Thursday, August 21, 2008

Timothy Ash wrong about EU avoiding clash with Orthodox Civilization

Timothy Ash, as a representative EU European, isn’t terribly found of Samuel P. Huntington. In his book Free World, America, Europe, and the Surprising Future of the West, Ash, on page 193 wrote, “In 2025, the next most populous E.U. member state might be Ukraine. By bringing in Ukraine and Belarus, after Greece, Bulgaria, Romania, and Serbia, the European Union would have crossed another Huntingtonian fault like between ‘civilizations.’ For according to Huntington, the Orthodox Christian world is another separate civilization, like Islam. So one small thing Europe can do over the next twenty years is to prove Samuel Huntington wrong. By inducting Ukraine, the European Union would enhance the political stability of its own eastern borderlands and influence, for the better, the political formation of a genuinely postimperial Russia.

Here we are in 2008, only four years after Ash wrote his book, and how is Ash’s predication working out so far? The EU is already clashing a bit with the “Orthodox” Russia over one of Huntington “fault-line” nations, Georgia, wouldn’t you say? The Weekly Standard has an interesting article by Kenneth Weinstein on the EU’s present predicament: Weinstein writes, “After Russian’s attack on Georgia, Merkel’s immediate reaction, like Barack Obama’s, was to avoid assigning blame to the Russians. . . In contrast, the Balts, the Poles, and the Swedes have been Georgia’s most steadfast allies in the EU. After their visit of solidarity to Georgia this week, the Estonian, Lithuanian, and Polish presidents and the Latvian prime minister offered a joint statement that effectively criticized the EU-led peace initiative brokered by President Sarkozy for failing to address ‘the principal element – the respect of [the] territorial integrity of Georgia.’. . The true measure of European foreign policy unity should be judged on the basis of coherence under pressure. After Georgia, it has once again been found deeply lacking.”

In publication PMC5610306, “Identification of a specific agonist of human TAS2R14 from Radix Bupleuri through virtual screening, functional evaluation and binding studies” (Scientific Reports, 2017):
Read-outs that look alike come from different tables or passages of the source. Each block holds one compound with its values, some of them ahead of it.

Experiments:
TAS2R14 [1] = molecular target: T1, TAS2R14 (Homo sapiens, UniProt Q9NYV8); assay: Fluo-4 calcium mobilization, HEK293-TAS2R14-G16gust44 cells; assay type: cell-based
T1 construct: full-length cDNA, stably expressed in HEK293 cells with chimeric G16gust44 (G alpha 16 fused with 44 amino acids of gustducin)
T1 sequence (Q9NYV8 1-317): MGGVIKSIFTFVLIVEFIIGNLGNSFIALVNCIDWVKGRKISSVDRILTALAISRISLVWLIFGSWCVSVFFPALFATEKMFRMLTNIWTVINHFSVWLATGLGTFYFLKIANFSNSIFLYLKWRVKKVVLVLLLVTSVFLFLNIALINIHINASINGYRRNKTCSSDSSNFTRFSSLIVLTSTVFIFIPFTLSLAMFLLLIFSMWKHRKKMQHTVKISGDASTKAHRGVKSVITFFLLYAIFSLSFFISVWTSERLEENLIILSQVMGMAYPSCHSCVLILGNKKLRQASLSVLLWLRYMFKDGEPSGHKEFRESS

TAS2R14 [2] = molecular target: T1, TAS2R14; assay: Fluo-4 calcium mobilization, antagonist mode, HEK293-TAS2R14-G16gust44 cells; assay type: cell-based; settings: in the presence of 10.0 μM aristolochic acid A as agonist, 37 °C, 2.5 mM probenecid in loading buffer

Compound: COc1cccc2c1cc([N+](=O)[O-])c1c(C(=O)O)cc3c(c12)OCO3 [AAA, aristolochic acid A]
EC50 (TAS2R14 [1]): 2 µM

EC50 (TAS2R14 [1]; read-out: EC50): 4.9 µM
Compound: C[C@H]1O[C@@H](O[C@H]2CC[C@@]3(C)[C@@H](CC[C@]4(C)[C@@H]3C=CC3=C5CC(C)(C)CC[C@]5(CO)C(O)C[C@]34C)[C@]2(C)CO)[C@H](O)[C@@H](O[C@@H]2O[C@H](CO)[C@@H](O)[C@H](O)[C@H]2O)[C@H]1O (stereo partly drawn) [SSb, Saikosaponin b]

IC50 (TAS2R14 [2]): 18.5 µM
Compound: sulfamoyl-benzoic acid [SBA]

In another article in the same issue of the Weekly Standard, “History’s Back,” ( ) Robert Kagan writes “One of these fault lines runs along the western and southwestern frontiers of Russia. In Georgia, Ukraine, and Moldova, in the Baltic states of Estonia, Latvia, and Lithuania, in Poland, Hungary, and the Czech Republic, in the Caucasus and Central Asia, and even in the Balkans, a contest for influence is under way between a resurgent Russia, on one side, and the European Union and the United States on the other. Instead of an anticipated zone of peace, western Eurasia has once again become a zone of competition, in which military power – pooh-poohed by postmodern Europeans – once again plays a role”

The following might be considered a response to what now seems Ash’s naïve hope that the EU would disprove Huntington: Kagan writes, “Unfortunately, Europe is ill-equipped to respond to a problem that it never anticipated having to face. The European Union is deeply divided about Russia, with the nations on the frontline fearful and seeking reassurance, while others like France and Germany seek accommodation with Moscow. The fact is, Europe never expected to face this kind of challenge at the end of history. This great 21st century entity, the EU, now confronts 19th-century power, and Europe’s postmodern tools of foreign policy were not designed to address more traditional geopolitical challenges. There is a real question as to whether Europe is institutionally or temperamentally able to play the kind of geopolitical games in Russia’s near-abroad that Russia is willing to play.”

“. . . Fukuyama and others counsel accommodation to Russian ambitions, on the ground that there is now no choice. It is the post-American World.”

It would appear however, that “. . . the European Union’s newest members from Central and Eastern Europe fear a resurgent Russia and insist on closer strategic ties with Washington. That was true even before Russia invaded Georgia. Now their feeling of dependence on the United States will grow dramatically.”

Lawrence Helm

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